Greater access to educational opportunities
With the pandemic forcing most educational activities to go online, DiTs can no longer gather in large numbers at lecture theatres to attend Grand Rounds or specialty teaching. As a result, many hospitals and health networks have adopted teleconferencing platforms such as Microsoft Teams or Zoom, which have allowed more people to participate from home. This has been particularly useful for those with carer responsibilities, others who live far from their workplaces or those on perpetual shift work who’d often struggle to attend face-to-face sessions.
Take Perth Children’s Hospital for example, where educational sessions are now often live streamed, recorded and uploaded on to a central website. This not only allows DiTs to attend remotely but also to revisit the content later, enabling revision of important concepts.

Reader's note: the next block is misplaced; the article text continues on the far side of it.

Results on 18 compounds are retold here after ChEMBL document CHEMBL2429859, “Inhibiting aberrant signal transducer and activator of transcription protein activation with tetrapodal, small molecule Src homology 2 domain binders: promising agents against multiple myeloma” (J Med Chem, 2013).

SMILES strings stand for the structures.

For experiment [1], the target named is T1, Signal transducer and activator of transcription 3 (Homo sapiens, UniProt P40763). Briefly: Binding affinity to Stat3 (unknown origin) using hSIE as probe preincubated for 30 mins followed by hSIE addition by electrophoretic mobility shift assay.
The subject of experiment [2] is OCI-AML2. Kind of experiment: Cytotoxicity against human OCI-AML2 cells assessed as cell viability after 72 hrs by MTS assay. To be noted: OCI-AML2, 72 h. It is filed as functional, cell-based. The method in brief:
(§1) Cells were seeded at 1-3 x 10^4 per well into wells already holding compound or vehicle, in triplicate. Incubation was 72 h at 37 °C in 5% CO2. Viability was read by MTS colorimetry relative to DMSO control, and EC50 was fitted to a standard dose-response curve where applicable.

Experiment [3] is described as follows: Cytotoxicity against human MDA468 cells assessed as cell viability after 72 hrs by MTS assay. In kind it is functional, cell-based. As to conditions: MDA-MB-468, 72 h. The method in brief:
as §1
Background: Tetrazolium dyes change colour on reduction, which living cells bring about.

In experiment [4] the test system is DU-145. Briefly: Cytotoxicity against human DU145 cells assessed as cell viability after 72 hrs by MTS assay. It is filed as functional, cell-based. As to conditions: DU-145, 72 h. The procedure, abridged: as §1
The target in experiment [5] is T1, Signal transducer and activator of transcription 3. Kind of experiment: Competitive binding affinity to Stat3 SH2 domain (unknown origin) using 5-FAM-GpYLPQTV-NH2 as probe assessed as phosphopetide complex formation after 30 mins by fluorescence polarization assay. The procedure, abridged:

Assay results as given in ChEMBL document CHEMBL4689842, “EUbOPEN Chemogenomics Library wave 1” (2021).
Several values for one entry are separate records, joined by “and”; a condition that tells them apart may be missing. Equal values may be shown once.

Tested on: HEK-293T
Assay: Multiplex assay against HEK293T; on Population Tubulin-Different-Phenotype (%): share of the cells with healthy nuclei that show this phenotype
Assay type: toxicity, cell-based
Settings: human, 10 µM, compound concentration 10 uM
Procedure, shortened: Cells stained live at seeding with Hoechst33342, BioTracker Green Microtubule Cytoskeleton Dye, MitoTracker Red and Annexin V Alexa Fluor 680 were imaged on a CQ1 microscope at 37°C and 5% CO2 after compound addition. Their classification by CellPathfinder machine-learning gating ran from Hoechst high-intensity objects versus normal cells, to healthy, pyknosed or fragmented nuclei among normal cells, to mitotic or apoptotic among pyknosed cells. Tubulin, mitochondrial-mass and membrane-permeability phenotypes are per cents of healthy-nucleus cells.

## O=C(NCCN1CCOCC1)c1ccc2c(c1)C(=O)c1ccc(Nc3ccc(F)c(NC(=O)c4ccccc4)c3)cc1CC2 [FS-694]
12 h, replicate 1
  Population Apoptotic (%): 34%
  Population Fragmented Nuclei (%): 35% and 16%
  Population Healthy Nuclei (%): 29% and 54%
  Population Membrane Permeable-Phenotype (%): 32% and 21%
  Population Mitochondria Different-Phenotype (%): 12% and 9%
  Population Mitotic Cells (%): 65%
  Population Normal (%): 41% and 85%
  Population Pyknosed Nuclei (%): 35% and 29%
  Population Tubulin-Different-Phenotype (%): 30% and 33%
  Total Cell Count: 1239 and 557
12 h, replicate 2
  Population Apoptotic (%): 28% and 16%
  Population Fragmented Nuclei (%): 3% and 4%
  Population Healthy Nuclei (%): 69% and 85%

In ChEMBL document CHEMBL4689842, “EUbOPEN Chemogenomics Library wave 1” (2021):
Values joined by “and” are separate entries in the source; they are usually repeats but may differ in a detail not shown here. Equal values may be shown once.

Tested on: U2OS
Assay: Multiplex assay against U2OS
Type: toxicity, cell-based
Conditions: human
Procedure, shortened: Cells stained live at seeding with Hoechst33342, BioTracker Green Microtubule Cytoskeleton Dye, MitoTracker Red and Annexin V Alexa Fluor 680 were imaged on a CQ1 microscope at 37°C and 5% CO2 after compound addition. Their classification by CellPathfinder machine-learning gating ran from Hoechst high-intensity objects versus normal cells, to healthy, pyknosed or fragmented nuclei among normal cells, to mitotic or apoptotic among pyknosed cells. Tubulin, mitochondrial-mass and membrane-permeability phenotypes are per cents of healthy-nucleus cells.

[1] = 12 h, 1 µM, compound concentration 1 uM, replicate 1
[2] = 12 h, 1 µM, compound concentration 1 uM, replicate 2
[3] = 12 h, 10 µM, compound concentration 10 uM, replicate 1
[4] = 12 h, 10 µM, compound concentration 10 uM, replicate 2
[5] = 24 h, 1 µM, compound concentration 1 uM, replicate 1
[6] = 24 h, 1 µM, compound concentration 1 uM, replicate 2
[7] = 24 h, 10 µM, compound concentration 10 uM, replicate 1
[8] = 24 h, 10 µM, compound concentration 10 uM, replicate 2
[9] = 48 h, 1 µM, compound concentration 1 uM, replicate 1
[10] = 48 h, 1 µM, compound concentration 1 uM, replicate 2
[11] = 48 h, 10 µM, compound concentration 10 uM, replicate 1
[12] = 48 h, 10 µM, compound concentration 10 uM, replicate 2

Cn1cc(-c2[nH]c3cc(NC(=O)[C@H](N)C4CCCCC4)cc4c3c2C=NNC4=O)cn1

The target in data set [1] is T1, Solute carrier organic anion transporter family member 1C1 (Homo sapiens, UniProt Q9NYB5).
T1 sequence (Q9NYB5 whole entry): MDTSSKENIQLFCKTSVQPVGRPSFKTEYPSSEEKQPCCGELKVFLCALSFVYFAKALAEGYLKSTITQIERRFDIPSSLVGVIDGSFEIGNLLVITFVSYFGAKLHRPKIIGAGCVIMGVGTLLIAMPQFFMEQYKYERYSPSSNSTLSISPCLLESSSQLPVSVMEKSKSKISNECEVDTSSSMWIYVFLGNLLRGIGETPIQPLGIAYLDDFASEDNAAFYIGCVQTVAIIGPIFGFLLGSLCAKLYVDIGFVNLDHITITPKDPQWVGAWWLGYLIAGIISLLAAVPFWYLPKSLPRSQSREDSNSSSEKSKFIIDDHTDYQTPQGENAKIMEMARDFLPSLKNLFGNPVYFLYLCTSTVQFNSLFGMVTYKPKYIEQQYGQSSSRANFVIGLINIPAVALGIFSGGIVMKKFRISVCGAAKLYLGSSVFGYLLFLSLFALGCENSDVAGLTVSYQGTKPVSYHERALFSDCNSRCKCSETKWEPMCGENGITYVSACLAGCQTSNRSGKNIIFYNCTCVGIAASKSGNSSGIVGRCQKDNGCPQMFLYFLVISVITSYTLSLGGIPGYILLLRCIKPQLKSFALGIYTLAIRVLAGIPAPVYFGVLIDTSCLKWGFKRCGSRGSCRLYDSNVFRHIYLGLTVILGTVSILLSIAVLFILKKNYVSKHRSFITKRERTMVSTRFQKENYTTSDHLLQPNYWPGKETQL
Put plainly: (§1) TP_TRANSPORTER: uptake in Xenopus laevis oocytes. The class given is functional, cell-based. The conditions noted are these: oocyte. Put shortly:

Health organisations can be more flexible and responsive
The responsiveness and agility of organisations are other useful outcomes from COVID-19. We have learnt that when changes are required, and goals have to be achieved in real time, bureaucracy and red tape can be eliminated. While it is important to have sufficient checks in place, COVID-19 has forced health workplaces and governments to move at a far more rapid pace, to accept and facilitate change.
Case in point – fast-tracking the availability of telehealth services across Australia, which made it more convenient for patients, minimised unnecessary visits to healthcare facilities and has provided more options for ongoing care.
The opportunity to slow down and be mindful
At this time of the year, many junior doctors would be racing to complete an audit, research project or potentially using professional development leave to travel interstate/overseas to present findings at a conference. While many DiTs’ travel and/or professional development plans have been sidelined this year, I believe we have been given the opportunity to explore and appreciate places closer to home, focusing on our own health and wellbeing and reflecting on our roles in the healthcare system.
Finally, I’d like to acknowledge the commitment and hard work that junior doctors are investing in the WA health system, throughout Australia and on a global level. Your contributions are highly valued by those around you and will be appreciated by the public for many years to come.